Tuesday, July 06, 2010

Resistance is Futile

Went to class Tues, Wednesday, and Friday this week.

Wednesday night at North Shore Aikikai I caught most of Rob's class. He apparently was looking at some old footage of a sensei who used to visit every year from Japan. The exercises/techniques stressed flexibility and strength of your core. Getting ridiculously low was a requirement.

On Friday night I paired myself off with one of the new folks. I was curious how he was coming along. It was excellent practice for me. I had to keep the techniques at a pace he could follow. He didn't seem overly comfortable taking even basic ukemi. For nikkyo when he would go to the ground there was quite a bit of grunting going on. He wanted to resist everything which oddly enough I didn't notice right away. I pulled him aside after class. I suggested to him that at this stage its hard enough for someone to just remember where to put your feet and hands and so forth without worrying about what to do if someone is fighting a technique they know is coming. Then I had him do an ikkyo to me and showed him the difference. The first time I offerred some resistance. The second time I just blended with him like butter.

For those of you just starting out. Your best bet is to offer no resistance at this stage. There isn't a lot of benefit to it right now for uke or nage.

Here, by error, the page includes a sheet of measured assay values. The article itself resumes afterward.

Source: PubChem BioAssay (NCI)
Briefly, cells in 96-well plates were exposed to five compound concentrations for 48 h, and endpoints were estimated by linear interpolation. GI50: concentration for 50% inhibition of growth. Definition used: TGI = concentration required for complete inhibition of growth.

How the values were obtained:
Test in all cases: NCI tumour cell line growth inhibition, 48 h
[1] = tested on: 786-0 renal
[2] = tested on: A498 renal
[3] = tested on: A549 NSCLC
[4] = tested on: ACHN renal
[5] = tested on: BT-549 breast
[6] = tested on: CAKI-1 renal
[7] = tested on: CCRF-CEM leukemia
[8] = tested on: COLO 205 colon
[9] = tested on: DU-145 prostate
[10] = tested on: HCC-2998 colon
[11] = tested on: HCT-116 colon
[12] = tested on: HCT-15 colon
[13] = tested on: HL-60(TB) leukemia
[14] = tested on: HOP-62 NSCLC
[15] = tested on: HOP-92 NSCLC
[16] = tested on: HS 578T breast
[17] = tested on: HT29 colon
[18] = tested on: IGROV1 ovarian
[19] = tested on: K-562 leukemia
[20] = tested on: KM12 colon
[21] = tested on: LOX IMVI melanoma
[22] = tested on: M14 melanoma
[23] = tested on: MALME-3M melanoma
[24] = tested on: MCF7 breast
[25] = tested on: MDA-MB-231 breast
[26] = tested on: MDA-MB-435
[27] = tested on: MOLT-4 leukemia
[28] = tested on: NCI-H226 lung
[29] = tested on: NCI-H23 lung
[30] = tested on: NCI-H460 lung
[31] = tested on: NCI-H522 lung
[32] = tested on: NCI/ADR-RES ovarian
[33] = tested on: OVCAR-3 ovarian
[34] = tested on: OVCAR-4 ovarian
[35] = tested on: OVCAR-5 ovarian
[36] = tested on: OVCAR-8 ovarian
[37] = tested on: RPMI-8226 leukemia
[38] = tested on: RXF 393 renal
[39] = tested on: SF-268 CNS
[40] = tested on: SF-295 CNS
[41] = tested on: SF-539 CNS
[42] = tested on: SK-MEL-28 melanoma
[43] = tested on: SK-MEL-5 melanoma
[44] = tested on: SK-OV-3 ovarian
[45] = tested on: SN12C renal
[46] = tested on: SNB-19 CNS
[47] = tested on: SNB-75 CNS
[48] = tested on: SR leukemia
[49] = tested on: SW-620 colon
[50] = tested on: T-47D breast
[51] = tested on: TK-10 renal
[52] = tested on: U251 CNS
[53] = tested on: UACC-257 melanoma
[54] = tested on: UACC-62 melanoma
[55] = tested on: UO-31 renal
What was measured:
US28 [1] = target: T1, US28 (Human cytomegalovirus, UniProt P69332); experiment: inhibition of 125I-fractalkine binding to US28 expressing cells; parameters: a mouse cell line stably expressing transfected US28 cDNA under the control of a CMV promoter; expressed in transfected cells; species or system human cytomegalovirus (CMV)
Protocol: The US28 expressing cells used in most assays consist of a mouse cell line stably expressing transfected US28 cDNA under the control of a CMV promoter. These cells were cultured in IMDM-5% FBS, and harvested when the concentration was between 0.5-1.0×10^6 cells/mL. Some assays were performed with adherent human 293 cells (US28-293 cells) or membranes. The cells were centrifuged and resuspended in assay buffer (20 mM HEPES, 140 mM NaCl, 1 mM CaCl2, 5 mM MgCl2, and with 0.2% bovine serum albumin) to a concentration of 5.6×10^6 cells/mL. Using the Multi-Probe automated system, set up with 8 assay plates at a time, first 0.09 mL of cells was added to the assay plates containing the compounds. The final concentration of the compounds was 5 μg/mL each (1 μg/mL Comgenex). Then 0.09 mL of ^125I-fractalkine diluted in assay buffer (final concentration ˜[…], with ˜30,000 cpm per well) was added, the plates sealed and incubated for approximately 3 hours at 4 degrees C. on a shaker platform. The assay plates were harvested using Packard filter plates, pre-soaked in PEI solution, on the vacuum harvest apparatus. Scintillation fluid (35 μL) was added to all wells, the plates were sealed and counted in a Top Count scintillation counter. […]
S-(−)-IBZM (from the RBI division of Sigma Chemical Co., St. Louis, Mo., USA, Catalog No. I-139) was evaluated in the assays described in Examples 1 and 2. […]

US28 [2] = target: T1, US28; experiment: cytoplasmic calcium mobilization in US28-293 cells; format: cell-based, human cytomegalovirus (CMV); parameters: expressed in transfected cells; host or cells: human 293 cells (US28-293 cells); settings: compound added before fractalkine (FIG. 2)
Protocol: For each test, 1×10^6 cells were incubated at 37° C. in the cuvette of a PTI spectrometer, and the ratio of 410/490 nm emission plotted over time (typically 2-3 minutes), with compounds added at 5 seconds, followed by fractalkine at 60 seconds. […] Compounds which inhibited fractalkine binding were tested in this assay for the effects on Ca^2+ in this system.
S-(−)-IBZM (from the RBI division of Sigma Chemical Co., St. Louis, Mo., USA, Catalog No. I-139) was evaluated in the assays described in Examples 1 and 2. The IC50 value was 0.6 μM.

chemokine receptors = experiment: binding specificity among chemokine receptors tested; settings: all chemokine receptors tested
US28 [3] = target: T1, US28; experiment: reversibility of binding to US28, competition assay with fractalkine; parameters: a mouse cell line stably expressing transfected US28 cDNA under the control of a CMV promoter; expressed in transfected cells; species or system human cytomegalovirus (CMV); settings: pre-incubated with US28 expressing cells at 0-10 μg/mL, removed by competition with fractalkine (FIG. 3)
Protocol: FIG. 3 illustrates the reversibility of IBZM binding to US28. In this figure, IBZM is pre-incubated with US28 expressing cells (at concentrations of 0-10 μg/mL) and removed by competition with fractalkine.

The second class Friday night was a sharp contrast. Mr. Mulligan had us doing some koshinage. I had Tony and Sam for partners. Tony was doing his usual, tossing me around like crazy. Sam too. By the end of the night I was pretty well cooked.


At July 07, 2010 6:22 AM, Anonymous Anonymous said...

Hi Eric, theSense from Japan was nmed Sekia. 7th dan in his lat 70's when he passed. His practice with us was not flashy, and his emphasis with us was on balance, flexability and become strong in the center. very watery. You would grab his wrist and be on the ground and not know how you got there, like grabing sand. one second you've got something firm and hard the next, gone. He was one of my stongest influences. As watery as I get, like mud compared to him. But I keep trying. He studied under Yamaguchi sense and inaba sense. Endo sense and tessie sense also studied under yamaguchi, but they are not old me like sekia. We also don't know if that was how he practiced, or if that was what he felt was important for us to understand. But I have found over the years that that low soft posture with strong center translates wll to all aikido. A foundational buildiing block. So not necessarily effective for self defense until you put it into a real technique. Then the whole technique changes to be far more effective because you are balanced centered and ready for the next attACK. yOU by virtue of your flexability would do well to incorporate these basic principles into your aikdo. Good to see you. Rob


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